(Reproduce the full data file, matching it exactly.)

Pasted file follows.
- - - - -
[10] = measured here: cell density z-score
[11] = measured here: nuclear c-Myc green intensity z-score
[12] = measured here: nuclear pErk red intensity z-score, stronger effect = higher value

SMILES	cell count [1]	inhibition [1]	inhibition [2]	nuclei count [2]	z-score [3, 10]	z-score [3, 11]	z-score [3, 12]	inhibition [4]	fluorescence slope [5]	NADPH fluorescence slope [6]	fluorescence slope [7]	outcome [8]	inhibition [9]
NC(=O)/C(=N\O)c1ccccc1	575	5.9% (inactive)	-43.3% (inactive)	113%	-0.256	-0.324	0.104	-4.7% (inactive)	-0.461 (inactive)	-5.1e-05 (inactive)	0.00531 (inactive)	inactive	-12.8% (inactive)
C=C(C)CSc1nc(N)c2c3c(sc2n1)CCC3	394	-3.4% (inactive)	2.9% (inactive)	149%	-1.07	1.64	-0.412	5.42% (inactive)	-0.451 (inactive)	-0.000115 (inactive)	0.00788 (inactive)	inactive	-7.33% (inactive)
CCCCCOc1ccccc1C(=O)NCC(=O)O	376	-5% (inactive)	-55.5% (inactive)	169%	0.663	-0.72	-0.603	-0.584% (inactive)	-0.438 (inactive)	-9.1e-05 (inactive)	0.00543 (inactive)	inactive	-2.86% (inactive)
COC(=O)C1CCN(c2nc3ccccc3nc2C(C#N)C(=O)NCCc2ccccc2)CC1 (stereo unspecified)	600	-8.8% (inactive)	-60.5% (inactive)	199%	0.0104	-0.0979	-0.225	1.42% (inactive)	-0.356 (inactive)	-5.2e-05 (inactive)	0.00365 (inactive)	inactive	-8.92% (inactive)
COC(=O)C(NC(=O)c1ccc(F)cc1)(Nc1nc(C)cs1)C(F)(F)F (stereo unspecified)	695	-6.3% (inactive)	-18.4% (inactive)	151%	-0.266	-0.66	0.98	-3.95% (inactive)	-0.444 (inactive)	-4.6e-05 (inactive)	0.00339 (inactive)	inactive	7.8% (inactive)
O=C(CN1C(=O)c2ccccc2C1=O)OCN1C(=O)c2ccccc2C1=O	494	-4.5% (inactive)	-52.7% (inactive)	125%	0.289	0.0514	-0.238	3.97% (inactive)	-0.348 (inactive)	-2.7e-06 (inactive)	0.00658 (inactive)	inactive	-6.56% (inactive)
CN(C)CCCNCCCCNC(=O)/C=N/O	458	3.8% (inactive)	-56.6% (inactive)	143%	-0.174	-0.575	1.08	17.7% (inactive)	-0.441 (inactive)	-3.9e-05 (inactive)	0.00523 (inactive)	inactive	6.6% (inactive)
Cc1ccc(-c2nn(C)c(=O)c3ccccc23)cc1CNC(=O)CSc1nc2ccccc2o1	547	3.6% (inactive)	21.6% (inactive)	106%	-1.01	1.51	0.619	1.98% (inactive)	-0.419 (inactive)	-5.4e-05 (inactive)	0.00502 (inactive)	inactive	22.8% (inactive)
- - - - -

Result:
[10] = measured here: cell density z-score
[11] = measured here: nuclear c-Myc green intensity z-score
[12] = measured here: nuclear pErk red intensity z-score, stronger effect = higher value

SMILES	cell count [1]	inhibition [1]	inhibition [2]	nuclei count [2]	z-score [3, 10]	z-score [3, 11]	z-score [3, 12]	inhibition [4]	fluorescence slope [5]	NADPH fluorescence slope [6]	fluorescence slope [7]	outcome [8]	inhibition [9]
NC(=O)/C(=N\O)c1ccccc1	575	5.9% (inactive)	-43.3% (inactive)	113%	-0.256	-0.324	0.104	-4.7% (inactive)	-0.461 (inactive)	-5.1e-05 (inactive)	0.00531 (inactive)	inactive	-12.8% (inactive)
C=C(C)CSc1nc(N)c2c3c(sc2n1)CCC3	394	-3.4% (inactive)	2.9% (inactive)	149%	-1.07	1.64	-0.412	5.42% (inactive)	-0.451 (inactive)	-0.000115 (inactive)	0.00788 (inactive)	inactive	-7.33% (inactive)
CCCCCOc1ccccc1C(=O)NCC(=O)O	376	-5% (inactive)	-55.5% (inactive)	169%	0.663	-0.72	-0.603	-0.584% (inactive)	-0.438 (inactive)	-9.1e-05 (inactive)	0.00543 (inactive)	inactive	-2.86% (inactive)
COC(=O)C1CCN(c2nc3ccccc3nc2C(C#N)C(=O)NCCc2ccccc2)CC1 (stereo unspecified)	600	-8.8% (inactive)	-60.5% (inactive)	199%	0.0104	-0.0979	-0.225	1.42% (inactive)	-0.356 (inactive)	-5.2e-05 (inactive)	0.00365 (inactive)	inactive	-8.92% (inactive)
COC(=O)C(NC(=O)c1ccc(F)cc1)(Nc1nc(C)cs1)C(F)(F)F (stereo unspecified)	695	-6.3% (inactive)	-18.4% (inactive)	151%	-0.266	-0.66	0.98	-3.95% (inactive)	-0.444 (inactive)	-4.6e-05 (inactive)	0.00339 (inactive)	inactive	7.8% (inactive)
O=C(CN1C(=O)c2ccccc2C1=O)OCN1C(=O)c2ccccc2C1=O	494	-4.5% (inactive)	-52.7% (inactive)	125%	0.289	0.0514	-0.238	3.97% (inactive)	-0.348 (inactive)	-2.7e-06 (inactive)	0.00658 (inactive)	inactive	-6.56% (inactive)
CN(C)CCCNCCCCNC(=O)/C=N/O	458	3.8% (inactive)	-56.6% (inactive)	143%	-0.174	-0.575	1.08	17.7% (inactive)	-0.441 (inactive)	-3.9e-05 (inactive)	0.00523 (inactive)	inactive	6.6% (inactive)
Cc1ccc(-c2nn(C)c(=O)c3ccccc23)cc1CNC(=O)CSc1nc2ccccc2o1	547	3.6% (inactive)	21.6% (inactive)	106%	-1.01	1.51	0.619	1.98% (inactive)	-0.419 (inactive)	-5.4e-05 (inactive)	0.00502 (inactive)	inactive	22.8% (inactive)